I TOTALLY agree. While yes, "the mobile patent wars are poisoning the industry", no, "any settlement" is most certainly NOT a good thing. In fact, a settlement like this is just making the problem WORSE in that it's validating that this patent war is something that MORE people should get involved in (because if you do, you'll scare people into giving you money)!

      I've said this before and I'll say it again, this settlement is NOT good for everybody, ESPECIALLY now that we have confirmation that it's effectively (exactly?) what we thought it was.

      • http://www.facebook.com/lucyparanormal Daniel Tiberius

        I'll second that, or 19th it after seeing your upvotes.

  • StopItApple

    Apple is cancer because it acts just like cancer, and I hope Apple dies of cancer just like its creator. There, I said it. No matter how distasteful.

    • Bleakvision

      Well, it's distasteful alright.

    • adeem kasy

      I agree on 'apple' part.
      but disagree on 'creator' part. it's a bit harsh you know.

      no matter how hateful I'm toward someone, if he/she had passed away, I'm no longer have reason for hating him/her.

      • StopItApple

        I do have a reason to keep hating, because there's all that legacy enterprise philosophy and school of thought they've left behind. Much like miseducated sons will be bad to the planet long after their parents are gone. And I have no problem pointing fingers to deceased people, the fact they're dead is not a reason to make me want to respect them more than when they were alive. I'd rather respect the living than the dead, actually.

  • Alec Smith

    HTC now has access to some of Apple's patents and won't be harassed by Apple for quite a long time, I'd say it was worth it.

    • ScottColbert

      Agreed. Considering it's not exactly raking in the money like say, Samsung, settling was probably much cheaper than continuing with the court cases.

  • Beaner

    Chicken shit HTC! Y u cave in so easy?

    • http://www.facebook.com/JoshuaNReynolds Joshua Reynolds

      They aren't exactly rolling in the dough. While I can't say I *like* that they settled, I certainly think I understand why. They simply don't have the money necessary to keep fighting. This'll be cheaper for them. When I say "cheaper," I actually mean "possible." If you spend on irrelevant shit, you end up like RIM--not enough money invested into development and, thus, failing despite having been in control at one point.

  • marcusmaximus04

    "while stuff like the rubber-banding effect is probably not."

    Wait... I thought Apple lost the patent to that...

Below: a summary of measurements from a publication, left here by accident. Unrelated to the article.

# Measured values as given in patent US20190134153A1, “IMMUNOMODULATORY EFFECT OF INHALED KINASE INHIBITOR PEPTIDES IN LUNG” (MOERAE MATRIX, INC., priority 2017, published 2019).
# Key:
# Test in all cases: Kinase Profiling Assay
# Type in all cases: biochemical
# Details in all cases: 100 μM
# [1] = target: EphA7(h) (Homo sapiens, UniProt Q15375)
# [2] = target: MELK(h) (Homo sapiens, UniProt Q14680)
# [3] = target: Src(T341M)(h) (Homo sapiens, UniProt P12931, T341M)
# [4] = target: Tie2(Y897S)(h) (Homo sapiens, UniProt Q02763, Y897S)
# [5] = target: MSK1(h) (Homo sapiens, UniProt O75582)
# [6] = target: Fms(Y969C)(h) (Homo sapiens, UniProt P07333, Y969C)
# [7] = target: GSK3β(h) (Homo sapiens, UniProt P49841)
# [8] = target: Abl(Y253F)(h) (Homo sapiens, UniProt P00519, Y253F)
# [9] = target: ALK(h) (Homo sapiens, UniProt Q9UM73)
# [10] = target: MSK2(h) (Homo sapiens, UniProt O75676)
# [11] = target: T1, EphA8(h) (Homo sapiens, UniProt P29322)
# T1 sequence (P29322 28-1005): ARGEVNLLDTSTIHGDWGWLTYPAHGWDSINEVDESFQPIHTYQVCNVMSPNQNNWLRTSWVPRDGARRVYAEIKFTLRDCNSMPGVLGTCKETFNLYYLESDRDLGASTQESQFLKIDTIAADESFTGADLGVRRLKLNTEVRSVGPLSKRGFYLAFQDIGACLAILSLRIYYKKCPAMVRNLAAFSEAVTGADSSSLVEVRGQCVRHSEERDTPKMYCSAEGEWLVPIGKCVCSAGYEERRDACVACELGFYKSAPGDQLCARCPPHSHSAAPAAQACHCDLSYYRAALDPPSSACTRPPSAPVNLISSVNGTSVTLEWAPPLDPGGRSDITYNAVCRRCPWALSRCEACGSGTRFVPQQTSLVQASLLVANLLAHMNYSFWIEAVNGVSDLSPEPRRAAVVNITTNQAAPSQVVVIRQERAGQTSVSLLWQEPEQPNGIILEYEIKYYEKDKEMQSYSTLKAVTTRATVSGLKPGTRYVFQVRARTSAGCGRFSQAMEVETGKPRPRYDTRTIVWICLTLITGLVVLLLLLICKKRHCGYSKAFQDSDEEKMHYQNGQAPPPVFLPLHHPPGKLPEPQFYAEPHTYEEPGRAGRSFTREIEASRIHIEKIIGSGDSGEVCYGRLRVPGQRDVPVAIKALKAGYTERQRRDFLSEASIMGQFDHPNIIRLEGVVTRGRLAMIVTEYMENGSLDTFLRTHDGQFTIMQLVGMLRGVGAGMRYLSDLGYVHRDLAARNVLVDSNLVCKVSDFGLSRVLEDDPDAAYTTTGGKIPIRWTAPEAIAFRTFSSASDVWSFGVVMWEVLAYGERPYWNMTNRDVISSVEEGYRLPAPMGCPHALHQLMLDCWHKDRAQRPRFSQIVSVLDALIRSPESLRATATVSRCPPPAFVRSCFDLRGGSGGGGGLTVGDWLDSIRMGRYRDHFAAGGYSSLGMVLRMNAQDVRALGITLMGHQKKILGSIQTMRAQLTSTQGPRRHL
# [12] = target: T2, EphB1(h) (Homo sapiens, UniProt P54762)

• http://www.androidpolice.com/ David Ruddock

      It's not lost yet. That was an initial determination - it's just an example, really.

  • Cuvis

    I'll tell you what needs to stop, the stupid software patents that enable people like Apple.

  • John O’Connor

    poppycock

  • Jon Garrett

    I was on the subway the other day and I was surrounded by Samsung devices--not shitty ones either., everybody (and I do mean everybody) around me had Note II's, S III's and S II's I have the Note. there was a time when everybody had iPhones, now seems like all I see are S III's & II's and Notes.

    • Modinator

      hipsters go for what is hip...

  • TylerChappell

    I am so glad I will never be buying another HTC phone ever again since they are so willing to bow down and bend over for Apple.

    • rogert

      same here. desire user. although I love htc, this might be my first and last htc phone.

      • TylerChappell

        As a Thunderbolt owner, I am glad they are not doing well. 4 months later and I still have not received the official ICS upgrade they promised, and the leaked version is really buggy. And they wonder why they are losing customers. It looks like it will be Samsung or Motorola for my next phone, maybe even LG! If they're not bending over to Apple, they're bending over to Verizon, as the Droid DNA is a prime example. They're not doing well because frankly, they don't deserve to be doing well.

    • chlo1ber

      No idea why you say such a thing. HTC isn't exactly doing very well, so settling it this way may have been their only choice.

  • PINJ

    No Backspin. I'm Disgusted At My Phones Manufacturer. And I Don't Mean Foxconn (Ouch!)

  • FrillArtist

    Way to go HTC. Bowing and kissing the devil's feet.